Priceless gift of Burns in Braillie
Priceless gift of Burns in Braillie
Issued: Mon, 16 Oct 2017 09:45:00 BST
A rare Braille collection of the complete works of Robert Burns has been gifted to the University of Glasgow because of its strong ties to organisations across Scotland.
Academics at the University’s Centre for Robert Burns Studies have a very long friendship and productive working relationship with the Irvine Burns Club – one of the oldest in the world.
Last week this collaborative partnership saw the Centre being gifted with seven rare volumes of the complete works of Robert Burns in Braille from Joan Muir of Kilwinning.
Mrs Muir, who has been blind since she was three, had firstly gifted the books, printed in Scotland, to the local Irvine Burns Club for safekeeping.
The Club, which owns and manages the Wellwood Burns Centre in Irvine, believed that passing the books to the University, where they will be on permanent loan, was more in keeping with the owner’s wishes that they would not only be preserved but also used.
Mrs Muir said: “I have gained so much from these works of Robert Burns and thoroughly enjoyed owning them for all these years. Although the books are almost 50 years old, the braille dots are still sharp and are easily read by a blind person. It contains all of Burns’ poetry as well as many of his letters.”
She added: “I am delighted that it will now be looked after by the University which will allow others to study and read these Burns poems and letters which are part of our Scottish literary heritage.”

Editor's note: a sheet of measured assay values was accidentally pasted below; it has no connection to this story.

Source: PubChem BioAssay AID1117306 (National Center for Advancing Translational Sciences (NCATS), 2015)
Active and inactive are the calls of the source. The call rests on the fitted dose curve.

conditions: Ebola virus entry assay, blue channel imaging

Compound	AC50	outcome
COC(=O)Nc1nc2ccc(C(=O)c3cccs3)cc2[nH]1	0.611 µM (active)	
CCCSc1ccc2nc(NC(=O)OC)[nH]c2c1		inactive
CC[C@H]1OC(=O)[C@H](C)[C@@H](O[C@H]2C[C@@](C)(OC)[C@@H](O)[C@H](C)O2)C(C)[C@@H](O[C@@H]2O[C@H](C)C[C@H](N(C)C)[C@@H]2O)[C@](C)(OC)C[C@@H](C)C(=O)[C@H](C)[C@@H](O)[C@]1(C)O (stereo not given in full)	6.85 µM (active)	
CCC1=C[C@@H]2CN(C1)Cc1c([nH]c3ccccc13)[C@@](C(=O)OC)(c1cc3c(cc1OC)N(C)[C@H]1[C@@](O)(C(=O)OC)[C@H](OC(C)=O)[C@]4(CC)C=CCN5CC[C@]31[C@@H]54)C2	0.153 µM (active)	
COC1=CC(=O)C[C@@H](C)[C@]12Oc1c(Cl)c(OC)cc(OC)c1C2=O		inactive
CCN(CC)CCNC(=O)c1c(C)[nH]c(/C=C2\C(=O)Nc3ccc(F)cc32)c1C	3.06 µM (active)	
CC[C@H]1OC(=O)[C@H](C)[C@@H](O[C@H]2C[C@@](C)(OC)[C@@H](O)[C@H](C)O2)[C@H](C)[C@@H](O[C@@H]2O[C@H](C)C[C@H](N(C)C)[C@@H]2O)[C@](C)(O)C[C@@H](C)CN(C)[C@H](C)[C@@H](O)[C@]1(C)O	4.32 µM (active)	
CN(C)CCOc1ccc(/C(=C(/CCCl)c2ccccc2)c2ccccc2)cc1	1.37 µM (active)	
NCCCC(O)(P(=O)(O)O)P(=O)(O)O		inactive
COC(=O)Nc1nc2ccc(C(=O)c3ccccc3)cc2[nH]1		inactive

Mrs Muir was accompanied by Allen Paterson, President of the Irvine Burns Club, and Bill Nolan, Secretary of the Irvine Burns Club, in presenting her personal copies of the Burns in Braille to the University during National Braille Week .
Professor Gerard Carruthers, Co-director of the Centre for Robert Burns Studies, said: “We have had a long partnership with the Irvine Burns Club. We have both gained so much from our friendship and I know will continue to do so in the future.
“These books are beautiful with crisp and sharp Braille characters. The centre was set up to spread knowledge and teaching of Robert Burns. Now we hopefully be able to do so with blind and visually impaired Braille students across Scotland and around the world.”
Professor Roibeard Ó Maolalaigh, Vice Principal and Head of the College of Arts at the University, who will accept the collection on behalf of the University of Glasgow, said: “The books are a wonderful piece of Braille history which helped to introduce Burns to a new audience.
“It is remarkable to think that this collection would have allowed the blind or partially sighted to read the wonderful words of Burns for themselves for the first time.
“We would like to thank Joan and Irvine Burns Club for this generous gift and we will ensure it is kept safe for further generations to study, read and enjoy.”
Bill Nolan, Irvine Burns Club secretary, who accepted Mrs Muir’s gift originally, said: “We were very touched by Joan’s special and almost unique gift. However, when we considered it, we felt that, rather than storing it in our own library at the Wellwood Burns Centre in Irvine, the collection should be offered in perpetuity to the University’s Centre for Robert Burns Studies. We saw that as a perfect fit in linking conservation with the spread of knowledge.
“We hope that this will ensure that other Braille users will have the opportunity to enjoy these complete works of Scotland’s national bard and we would like to thank Joan for her generosity and support.”
The seven volumes were purchased to order by Mrs Muir in the early 1970s from the Edinburgh-based Scottish Braille Press. Mrs Muir bought her Burns’ collection when the original steel plates and hydraulic press from 1913 would still have been in use. This means that the Braille printing is very sharp and clear. But with technological advances, this old printing system is no longer used.